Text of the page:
The turmoil surrounding this year’s commissioner of academic affairs post is a stunning example of both the need for the constitutional amendment and the best argument against it. The elected commissioner, Beitollahi, didn’t do her job and failed to send student representatives to several important committees. Beitollahi resigned and was replaced by an appointed commissioner, Ernesto Martinez. Martinez has thus far been an effective commissioner, doing a better job in the span of a few weeks than Beitollahi did in the previous six months, which seems to justify the push to make all commissioners appointed.

    But effective as Martinez is, he was appointed without significant debate or discussion by the senate. Any appointment to such a prestigious position requires at least some modicum of public discussion, and the senate’s refusal to do so makes a strong case that, in future appointment hearings, the full senate will approve without question whomever the appointments committee recommends. In addition, some A.S. pundits have characterized the appointment of Martinez, the former chairman of the Student Affirmative Action Committee, as a political favor to the SAAC organizations that supported the Students First! slate last year — an example of the political shenanigans that the amendment’s supporters are trying to avoid.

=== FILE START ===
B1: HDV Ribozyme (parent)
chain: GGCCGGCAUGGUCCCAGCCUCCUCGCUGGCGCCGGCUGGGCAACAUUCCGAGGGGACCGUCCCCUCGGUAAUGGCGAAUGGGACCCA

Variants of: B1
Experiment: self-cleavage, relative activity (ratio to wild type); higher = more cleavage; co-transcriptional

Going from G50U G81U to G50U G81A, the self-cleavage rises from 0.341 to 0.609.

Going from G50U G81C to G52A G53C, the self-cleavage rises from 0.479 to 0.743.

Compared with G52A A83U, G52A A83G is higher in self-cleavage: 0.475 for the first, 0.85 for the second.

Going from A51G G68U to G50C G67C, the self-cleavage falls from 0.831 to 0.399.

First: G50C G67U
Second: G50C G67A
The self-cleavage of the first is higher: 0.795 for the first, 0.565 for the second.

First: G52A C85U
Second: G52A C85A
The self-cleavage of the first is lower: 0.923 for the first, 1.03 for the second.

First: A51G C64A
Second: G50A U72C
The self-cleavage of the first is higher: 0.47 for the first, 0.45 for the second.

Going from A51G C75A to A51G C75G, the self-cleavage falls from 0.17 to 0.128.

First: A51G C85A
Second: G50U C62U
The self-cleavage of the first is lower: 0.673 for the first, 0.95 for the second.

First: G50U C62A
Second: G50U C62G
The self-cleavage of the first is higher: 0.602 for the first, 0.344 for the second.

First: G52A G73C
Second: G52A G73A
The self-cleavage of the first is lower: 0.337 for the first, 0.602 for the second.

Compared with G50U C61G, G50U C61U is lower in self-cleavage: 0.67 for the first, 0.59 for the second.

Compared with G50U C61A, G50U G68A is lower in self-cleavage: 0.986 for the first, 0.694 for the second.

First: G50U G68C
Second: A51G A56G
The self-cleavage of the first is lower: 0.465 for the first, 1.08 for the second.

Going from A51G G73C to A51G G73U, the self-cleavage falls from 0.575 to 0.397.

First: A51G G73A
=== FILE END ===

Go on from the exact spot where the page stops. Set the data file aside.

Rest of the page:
The idea of appointing commissioners isn’t a new one. Some A.S. council members had been thinking about turning commissioners into appointed positions since last spring, when the Students First! political machine nearly swept the elections with a few candidates of questionable competence. Originally, the push to change to appointments was based on the desire to break the proverbial back of the political machine by taking away most of its all-campus elected positions. This reasoning is flawed. Slates become even more influential when the power to appoint eight paid positions is given to a handful of officers, rather than to the electorate. A president couldn’t fill a slate with candidates from the narrow constituencies, but she could dangle the much more alluring promise of guaranteed positions for those same candidates. It’s much easier to appoint people than it is to get them elected.

    We’ve managed to survive so far with elected commissioners; the occasional Beitollahi aside, they’ve been reasonably competent. Those pushing for the amendment are, for the most part, well-intentioned. But every appointment confirmation vote is another example of the senate’s unwillingness to override an executive’s appointment decision, and the likelihood of a spoils system developing outweighs any benefits that may be derived from appointing commissioners.